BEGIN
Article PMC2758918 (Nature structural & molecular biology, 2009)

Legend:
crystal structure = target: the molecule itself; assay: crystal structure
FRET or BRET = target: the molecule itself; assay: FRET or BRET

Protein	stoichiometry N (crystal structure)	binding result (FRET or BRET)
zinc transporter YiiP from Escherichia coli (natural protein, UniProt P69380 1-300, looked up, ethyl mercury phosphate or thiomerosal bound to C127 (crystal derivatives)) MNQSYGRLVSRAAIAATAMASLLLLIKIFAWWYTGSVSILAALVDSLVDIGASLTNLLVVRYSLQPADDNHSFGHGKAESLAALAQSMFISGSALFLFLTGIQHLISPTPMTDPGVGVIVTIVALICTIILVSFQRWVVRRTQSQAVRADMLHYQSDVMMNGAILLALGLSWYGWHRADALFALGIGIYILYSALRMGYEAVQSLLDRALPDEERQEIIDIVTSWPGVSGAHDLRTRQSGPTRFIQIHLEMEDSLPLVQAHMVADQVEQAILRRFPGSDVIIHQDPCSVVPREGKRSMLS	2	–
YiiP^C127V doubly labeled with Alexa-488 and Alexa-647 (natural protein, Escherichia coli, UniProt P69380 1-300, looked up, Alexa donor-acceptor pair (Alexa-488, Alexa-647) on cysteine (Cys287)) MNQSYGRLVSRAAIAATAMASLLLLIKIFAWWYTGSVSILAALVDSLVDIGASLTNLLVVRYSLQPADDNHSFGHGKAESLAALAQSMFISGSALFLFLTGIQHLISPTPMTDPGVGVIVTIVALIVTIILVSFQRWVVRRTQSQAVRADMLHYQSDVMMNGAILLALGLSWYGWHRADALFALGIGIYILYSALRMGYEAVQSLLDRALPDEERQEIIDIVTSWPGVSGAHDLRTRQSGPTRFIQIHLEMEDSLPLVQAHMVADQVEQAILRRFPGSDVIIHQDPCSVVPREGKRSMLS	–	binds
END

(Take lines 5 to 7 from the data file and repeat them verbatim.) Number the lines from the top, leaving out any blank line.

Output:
Protein	stoichiometry N (crystal structure)	binding result (FRET or BRET)
zinc transporter YiiP from Escherichia coli (natural protein, UniProt P69380 1-300, looked up, ethyl mercury phosphate or thiomerosal bound to C127 (crystal derivatives)) MNQSYGRLVSRAAIAATAMASLLLLIKIFAWWYTGSVSILAALVDSLVDIGASLTNLLVVRYSLQPADDNHSFGHGKAESLAALAQSMFISGSALFLFLTGIQHLISPTPMTDPGVGVIVTIVALICTIILVSFQRWVVRRTQSQAVRADMLHYQSDVMMNGAILLALGLSWYGWHRADALFALGIGIYILYSALRMGYEAVQSLLDRALPDEERQEIIDIVTSWPGVSGAHDLRTRQSGPTRFIQIHLEMEDSLPLVQAHMVADQVEQAILRRFPGSDVIIHQDPCSVVPREGKRSMLS	2	–
YiiP^C127V doubly labeled with Alexa-488 and Alexa-647 (natural protein, Escherichia coli, UniProt P69380 1-300, looked up, Alexa donor-acceptor pair (Alexa-488, Alexa-647) on cysteine (Cys287)) MNQSYGRLVSRAAIAATAMASLLLLIKIFAWWYTGSVSILAALVDSLVDIGASLTNLLVVRYSLQPADDNHSFGHGKAESLAALAQSMFISGSALFLFLTGIQHLISPTPMTDPGVGVIVTIVALIVTIILVSFQRWVVRRTQSQAVRADMLHYQSDVMMNGAILLALGLSWYGWHRADALFALGIGIYILYSALRMGYEAVQSLLDRALPDEERQEIIDIVTSWPGVSGAHDLRTRQSGPTRFIQIHLEMEDSLPLVQAHMVADQVEQAILRRFPGSDVIIHQDPCSVVPREGKRSMLS	–	binds